Updated: Nov. 10, 2017 at 12:00 p.m.
Use the fields below to perform an advanced search of The Dartmouth 's archives. This will return articles, images, and multimedia relevant to your query.
1000 items found for your search. If no results were found please broaden your search.
Updated: Nov. 10, 2017 at 12:00 p.m.
Dartmouth recently announced the appointment of computer science professor David Kotz ’86 as interim provost while a search committee begins its hunt for outgoing Provost Carolyn Dever’s replacement. As one of the most powerful administrators at Dartmouth, second only to the College president, the provost oversees close to 30 offices, support centers and programs ranging from admissions and financial aid to information technology services to environmental health and safety.
In a campus-wide email sent Monday morning, College President Phil Hanlon announced that computer science professor and former associate dean of faculty for the sciences David Kotz '86 will serve as interim provost after Provost Carolyn Dever steps down from the position at the end of fall term.
Dartmouth, like most higher education institutions in America, is a funnel that sifts through its applicant pool, systematically favoring those of a higher socioeconomic background. Before access to higher education was extended to more people regardless of race or gender, this funnel also greatly favored the sons of College graduates, who were often white and male. Though there is now more diversity and access to higher education nationwide, the practice of giving preferential treatment to the children of alumni still exits in the form of treatment extended to legacy students.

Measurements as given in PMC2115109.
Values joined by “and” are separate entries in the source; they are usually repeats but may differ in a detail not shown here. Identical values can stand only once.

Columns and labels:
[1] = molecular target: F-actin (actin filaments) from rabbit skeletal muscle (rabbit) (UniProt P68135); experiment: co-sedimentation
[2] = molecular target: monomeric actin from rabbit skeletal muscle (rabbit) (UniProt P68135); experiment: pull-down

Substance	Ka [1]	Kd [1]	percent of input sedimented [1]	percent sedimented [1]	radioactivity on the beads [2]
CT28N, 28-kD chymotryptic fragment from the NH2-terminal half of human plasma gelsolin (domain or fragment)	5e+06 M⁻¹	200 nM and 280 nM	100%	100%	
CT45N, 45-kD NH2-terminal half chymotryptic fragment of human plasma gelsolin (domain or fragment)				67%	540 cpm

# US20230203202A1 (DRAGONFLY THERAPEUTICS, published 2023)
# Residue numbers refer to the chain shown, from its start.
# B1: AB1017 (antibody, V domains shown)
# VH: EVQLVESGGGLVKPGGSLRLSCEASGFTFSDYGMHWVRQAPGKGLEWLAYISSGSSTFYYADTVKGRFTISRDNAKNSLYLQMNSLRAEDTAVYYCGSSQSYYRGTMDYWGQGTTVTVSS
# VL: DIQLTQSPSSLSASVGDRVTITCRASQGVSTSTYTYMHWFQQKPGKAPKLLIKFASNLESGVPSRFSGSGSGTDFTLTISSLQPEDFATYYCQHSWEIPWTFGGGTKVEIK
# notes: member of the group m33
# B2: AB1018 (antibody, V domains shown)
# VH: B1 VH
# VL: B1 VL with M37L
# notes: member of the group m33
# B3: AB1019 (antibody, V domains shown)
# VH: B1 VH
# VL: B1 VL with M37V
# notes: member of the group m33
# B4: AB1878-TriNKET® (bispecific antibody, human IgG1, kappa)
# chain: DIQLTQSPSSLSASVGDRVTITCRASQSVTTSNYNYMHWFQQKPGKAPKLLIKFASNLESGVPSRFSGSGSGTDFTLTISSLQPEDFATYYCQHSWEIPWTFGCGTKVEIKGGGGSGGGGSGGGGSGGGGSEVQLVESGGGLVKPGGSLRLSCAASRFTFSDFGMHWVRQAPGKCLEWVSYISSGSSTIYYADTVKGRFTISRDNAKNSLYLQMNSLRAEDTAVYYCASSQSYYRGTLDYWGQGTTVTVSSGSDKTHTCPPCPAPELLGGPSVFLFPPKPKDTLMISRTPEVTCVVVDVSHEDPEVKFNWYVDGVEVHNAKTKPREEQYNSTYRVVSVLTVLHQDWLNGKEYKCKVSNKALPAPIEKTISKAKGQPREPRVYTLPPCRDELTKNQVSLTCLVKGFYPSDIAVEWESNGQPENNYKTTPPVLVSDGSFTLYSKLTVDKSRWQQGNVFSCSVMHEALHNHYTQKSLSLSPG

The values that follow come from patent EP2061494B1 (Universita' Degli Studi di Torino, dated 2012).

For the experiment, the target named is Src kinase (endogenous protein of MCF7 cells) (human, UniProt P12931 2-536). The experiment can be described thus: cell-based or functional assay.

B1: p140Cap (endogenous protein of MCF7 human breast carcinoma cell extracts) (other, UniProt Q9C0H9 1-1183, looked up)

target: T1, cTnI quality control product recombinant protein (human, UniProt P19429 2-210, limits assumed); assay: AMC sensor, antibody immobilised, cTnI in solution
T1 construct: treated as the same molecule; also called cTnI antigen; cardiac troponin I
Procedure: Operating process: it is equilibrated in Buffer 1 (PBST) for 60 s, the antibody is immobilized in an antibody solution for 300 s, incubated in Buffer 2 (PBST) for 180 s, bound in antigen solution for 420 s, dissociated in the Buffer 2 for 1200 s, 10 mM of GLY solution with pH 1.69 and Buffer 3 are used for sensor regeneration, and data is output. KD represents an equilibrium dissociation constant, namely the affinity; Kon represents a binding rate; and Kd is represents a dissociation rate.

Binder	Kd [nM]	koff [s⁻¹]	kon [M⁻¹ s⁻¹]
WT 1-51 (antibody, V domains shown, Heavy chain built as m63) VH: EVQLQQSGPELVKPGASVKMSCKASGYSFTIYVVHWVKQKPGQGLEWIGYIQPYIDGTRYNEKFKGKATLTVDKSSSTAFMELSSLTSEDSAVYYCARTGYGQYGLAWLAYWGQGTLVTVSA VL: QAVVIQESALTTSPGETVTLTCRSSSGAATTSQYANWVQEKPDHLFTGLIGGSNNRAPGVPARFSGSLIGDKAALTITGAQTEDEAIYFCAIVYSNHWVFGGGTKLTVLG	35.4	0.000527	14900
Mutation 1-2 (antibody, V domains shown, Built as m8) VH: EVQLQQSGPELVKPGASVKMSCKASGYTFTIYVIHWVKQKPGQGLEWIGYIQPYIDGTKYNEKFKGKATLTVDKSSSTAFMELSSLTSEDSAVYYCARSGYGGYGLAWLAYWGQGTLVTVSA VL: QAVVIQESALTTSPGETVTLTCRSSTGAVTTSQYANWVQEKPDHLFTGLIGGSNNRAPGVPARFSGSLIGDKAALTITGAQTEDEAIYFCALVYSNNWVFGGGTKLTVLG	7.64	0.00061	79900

Updated: Oct. 31, 2017 at 9:24 p.m.
Defense quality control coach Dion King was escorted from today’s football game against Harvard University after he punched a hole through a window in the press box. Dartmouth lost the game 25-22.
In May, nine Geisel School of Medicine students received Albert Schweitzer Fellowships to pursue community service projects in the Upper Valley. As an organization, The Albert Schweitzer Fellowship provides 250 first-year graduate students with $2,000 stipends to foster year-long projects that promote healthier communities and lives in under-resourced areas. As the fellowship recipients reach the halfway points in their projects, the Geisel students have made progress in their overall project goals.
Writing 5 is a requirement and rite of passage for most Dartmouth students. While some students are required to take Writing 2-3 and others may opt to take the Humanities track, the majority of first-years are divided among sections of Writing 5 in the fall or the winter, with 36 in the former and 34 in the latter. There, the Institute for Writing and Rhetoric notes that students are introduced to “the writing process that characterizes intellectual work in the academy and in educated public discourse.”
Updated: Oct. 25, 2017 at 4:38 p.m.
Dartmouth should serve its students’ interests. The College needs to take in some revenue to survive, but it should not do so on the backs of its students. Dartmouth Dining Services would be a better business, and students would be happier and better off, if dining options at Dartmouth were made more competitive, if student meal plan requirements were relaxed or abandoned and if declining balance account funds could be spent at off-campus eateries.